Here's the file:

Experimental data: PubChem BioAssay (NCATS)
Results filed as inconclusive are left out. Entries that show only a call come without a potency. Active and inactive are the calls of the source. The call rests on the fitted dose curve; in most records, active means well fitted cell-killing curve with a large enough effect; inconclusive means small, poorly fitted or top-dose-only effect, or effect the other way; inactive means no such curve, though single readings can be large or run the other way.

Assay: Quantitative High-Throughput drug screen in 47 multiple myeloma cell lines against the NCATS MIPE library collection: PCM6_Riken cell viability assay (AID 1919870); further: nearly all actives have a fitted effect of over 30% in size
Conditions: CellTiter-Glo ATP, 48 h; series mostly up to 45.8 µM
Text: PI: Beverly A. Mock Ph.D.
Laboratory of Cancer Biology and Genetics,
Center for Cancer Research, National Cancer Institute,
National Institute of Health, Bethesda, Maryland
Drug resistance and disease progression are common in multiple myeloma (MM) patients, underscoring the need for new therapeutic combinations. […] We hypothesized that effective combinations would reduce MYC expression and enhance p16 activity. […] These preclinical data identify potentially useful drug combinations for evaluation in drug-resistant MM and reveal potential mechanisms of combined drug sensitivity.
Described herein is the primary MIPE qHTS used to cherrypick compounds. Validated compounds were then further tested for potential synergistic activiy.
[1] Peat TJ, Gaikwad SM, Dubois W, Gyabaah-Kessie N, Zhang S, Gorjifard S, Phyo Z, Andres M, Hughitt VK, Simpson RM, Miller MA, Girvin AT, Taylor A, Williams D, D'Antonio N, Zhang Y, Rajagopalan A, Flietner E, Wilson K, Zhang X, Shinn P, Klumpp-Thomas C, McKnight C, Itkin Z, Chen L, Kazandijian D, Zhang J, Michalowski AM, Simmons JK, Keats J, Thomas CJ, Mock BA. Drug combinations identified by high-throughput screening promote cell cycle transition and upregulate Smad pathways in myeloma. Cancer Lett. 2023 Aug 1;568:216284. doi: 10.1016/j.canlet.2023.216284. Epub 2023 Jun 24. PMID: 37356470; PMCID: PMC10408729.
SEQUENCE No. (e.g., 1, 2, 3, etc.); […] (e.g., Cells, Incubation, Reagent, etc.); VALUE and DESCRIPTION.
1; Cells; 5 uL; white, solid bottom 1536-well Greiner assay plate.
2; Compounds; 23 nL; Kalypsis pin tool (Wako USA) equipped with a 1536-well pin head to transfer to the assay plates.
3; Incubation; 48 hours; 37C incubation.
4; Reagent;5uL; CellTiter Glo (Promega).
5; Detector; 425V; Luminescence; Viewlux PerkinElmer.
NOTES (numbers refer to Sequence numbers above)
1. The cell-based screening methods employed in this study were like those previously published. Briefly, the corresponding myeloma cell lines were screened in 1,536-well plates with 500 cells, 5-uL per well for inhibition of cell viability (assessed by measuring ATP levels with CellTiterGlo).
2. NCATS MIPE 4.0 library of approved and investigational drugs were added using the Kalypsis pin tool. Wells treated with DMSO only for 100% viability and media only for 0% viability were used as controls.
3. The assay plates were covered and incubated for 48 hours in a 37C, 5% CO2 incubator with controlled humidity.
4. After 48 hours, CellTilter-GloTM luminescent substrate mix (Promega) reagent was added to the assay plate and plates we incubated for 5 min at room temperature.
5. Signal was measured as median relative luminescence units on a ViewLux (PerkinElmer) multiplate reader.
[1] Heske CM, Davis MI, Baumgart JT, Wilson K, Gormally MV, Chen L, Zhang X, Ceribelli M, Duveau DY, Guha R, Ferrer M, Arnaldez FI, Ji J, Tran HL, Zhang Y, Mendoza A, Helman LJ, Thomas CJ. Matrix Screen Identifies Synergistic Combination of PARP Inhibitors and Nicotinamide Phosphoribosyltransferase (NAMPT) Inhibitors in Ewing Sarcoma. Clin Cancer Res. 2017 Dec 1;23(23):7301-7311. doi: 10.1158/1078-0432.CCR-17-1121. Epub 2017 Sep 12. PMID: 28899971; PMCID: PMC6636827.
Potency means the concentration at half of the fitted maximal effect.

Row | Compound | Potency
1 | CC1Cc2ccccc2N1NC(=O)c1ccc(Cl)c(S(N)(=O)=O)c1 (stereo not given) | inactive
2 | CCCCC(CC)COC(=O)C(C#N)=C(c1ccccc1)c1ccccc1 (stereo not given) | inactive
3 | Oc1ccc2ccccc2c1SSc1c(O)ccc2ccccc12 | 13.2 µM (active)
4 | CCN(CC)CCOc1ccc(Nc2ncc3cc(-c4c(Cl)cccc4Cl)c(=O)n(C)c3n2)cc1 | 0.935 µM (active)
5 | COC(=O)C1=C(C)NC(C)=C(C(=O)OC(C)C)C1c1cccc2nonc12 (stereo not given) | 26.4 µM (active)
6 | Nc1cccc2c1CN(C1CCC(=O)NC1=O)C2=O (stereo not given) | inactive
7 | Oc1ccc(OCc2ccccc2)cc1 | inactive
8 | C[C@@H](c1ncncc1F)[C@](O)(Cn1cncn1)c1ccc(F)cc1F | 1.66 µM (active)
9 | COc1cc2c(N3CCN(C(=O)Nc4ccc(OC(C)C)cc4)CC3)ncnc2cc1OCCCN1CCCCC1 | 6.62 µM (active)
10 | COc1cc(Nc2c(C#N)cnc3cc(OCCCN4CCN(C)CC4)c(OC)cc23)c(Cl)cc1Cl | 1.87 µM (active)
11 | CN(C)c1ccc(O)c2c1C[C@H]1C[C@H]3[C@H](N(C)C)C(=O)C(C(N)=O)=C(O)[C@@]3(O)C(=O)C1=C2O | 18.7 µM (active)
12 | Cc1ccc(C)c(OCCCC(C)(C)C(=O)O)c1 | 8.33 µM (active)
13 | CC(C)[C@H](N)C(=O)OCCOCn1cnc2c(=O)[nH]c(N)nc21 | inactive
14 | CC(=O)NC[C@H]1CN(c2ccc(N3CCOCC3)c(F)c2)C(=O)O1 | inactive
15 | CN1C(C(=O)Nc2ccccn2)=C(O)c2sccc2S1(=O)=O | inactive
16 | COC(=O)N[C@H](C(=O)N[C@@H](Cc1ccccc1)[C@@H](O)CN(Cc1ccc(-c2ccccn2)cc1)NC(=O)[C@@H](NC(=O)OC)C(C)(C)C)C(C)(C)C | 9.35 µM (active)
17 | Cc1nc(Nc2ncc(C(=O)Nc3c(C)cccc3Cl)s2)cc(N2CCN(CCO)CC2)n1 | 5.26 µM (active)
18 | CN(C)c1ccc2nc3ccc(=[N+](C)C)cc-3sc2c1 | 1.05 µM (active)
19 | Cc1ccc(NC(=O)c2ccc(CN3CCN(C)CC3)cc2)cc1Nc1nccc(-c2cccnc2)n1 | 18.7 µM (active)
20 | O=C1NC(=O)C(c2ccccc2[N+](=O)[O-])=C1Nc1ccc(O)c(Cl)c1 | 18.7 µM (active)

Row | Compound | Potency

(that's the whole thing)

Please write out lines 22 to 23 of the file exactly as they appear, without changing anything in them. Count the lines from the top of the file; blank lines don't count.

4. After 48 hours, CellTilter-GloTM luminescent substrate mix (Promega) reagent was added to the assay plate and plates we incubated for 5 min at room temperature.
5. Signal was measured as median relative luminescence units on a ViewLux (PerkinElmer) multiplate reader.